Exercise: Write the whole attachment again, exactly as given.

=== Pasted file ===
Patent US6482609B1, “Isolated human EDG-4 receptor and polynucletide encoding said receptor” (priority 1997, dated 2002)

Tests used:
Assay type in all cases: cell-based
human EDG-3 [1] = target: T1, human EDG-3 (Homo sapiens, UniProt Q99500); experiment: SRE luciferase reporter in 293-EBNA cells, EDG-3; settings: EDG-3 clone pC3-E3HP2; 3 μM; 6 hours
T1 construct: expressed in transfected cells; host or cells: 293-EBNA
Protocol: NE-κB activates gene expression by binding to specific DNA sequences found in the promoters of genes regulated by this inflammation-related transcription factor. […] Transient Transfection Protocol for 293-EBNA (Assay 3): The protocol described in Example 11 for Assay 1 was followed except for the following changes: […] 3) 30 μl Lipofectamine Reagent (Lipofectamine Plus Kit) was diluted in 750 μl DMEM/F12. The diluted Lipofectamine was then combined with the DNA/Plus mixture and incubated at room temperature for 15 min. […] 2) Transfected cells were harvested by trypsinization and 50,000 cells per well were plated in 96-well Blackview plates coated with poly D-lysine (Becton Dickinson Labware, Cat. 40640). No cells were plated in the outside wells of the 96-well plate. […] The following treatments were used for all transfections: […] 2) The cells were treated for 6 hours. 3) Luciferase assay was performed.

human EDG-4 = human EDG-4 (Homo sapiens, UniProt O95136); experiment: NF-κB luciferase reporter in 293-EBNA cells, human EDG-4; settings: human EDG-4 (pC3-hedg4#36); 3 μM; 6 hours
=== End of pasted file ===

Patent US6482609B1, “Isolated human EDG-4 receptor and polynucletide encoding said receptor” (priority 1997, dated 2002)

Tests used:
Assay type in all cases: cell-based
human EDG-3 [1] = target: T1, human EDG-3 (Homo sapiens, UniProt Q99500); experiment: SRE luciferase reporter in 293-EBNA cells, EDG-3; settings: EDG-3 clone pC3-E3HP2; 3 μM; 6 hours
T1 construct: expressed in transfected cells; host or cells: 293-EBNA
Protocol: NE-κB activates gene expression by binding to specific DNA sequences found in the promoters of genes regulated by this inflammation-related transcription factor. […] Transient Transfection Protocol for 293-EBNA (Assay 3): The protocol described in Example 11 for Assay 1 was followed except for the following changes: […] 3) 30 μl Lipofectamine Reagent (Lipofectamine Plus Kit) was diluted in 750 μl DMEM/F12. The diluted Lipofectamine was then combined with the DNA/Plus mixture and incubated at room temperature for 15 min. […] 2) Transfected cells were harvested by trypsinization and 50,000 cells per well were plated in 96-well Blackview plates coated with poly D-lysine (Becton Dickinson Labware, Cat. 40640). No cells were plated in the outside wells of the 96-well plate. […] The following treatments were used for all transfections: […] 2) The cells were treated for 6 hours. 3) Luciferase assay was performed.

human EDG-4 = human EDG-4 (Homo sapiens, UniProt O95136); experiment: NF-κB luciferase reporter in 293-EBNA cells, human EDG-4; settings: human EDG-4 (pC3-hedg4#36); 3 μM; 6 hours